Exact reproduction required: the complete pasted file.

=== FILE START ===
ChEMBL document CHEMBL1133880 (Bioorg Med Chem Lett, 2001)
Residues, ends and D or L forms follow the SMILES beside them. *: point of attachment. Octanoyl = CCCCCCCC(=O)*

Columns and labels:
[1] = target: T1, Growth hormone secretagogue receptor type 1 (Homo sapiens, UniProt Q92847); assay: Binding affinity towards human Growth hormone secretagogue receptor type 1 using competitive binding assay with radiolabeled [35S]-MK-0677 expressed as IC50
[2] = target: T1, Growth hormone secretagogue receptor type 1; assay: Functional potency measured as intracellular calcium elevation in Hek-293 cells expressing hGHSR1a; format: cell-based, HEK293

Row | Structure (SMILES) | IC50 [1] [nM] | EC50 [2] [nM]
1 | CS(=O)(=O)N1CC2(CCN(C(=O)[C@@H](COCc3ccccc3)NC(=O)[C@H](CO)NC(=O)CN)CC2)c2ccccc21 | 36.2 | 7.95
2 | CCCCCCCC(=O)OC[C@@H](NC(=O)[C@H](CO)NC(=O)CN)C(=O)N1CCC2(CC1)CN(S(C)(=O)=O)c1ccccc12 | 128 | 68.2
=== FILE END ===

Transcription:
ChEMBL document CHEMBL1133880 (Bioorg Med Chem Lett, 2001)
Residues, ends and D or L forms follow the SMILES beside them. *: point of attachment. Octanoyl = CCCCCCCC(=O)*

Columns and labels:
[1] = target: T1, Growth hormone secretagogue receptor type 1 (Homo sapiens, UniProt Q92847); assay: Binding affinity towards human Growth hormone secretagogue receptor type 1 using competitive binding assay with radiolabeled [35S]-MK-0677 expressed as IC50
[2] = target: T1, Growth hormone secretagogue receptor type 1; assay: Functional potency measured as intracellular calcium elevation in Hek-293 cells expressing hGHSR1a; format: cell-based, HEK293

Row | Structure (SMILES) | IC50 [1] [nM] | EC50 [2] [nM]
1 | CS(=O)(=O)N1CC2(CCN(C(=O)[C@@H](COCc3ccccc3)NC(=O)[C@H](CO)NC(=O)CN)CC2)c2ccccc21 | 36.2 | 7.95
2 | CCCCCCCC(=O)OC[C@@H](NC(=O)[C@H](CO)NC(=O)CN)C(=O)N1CCC2(CC1)CN(S(C)(=O)=O)c1ccccc12 | 128 | 68.2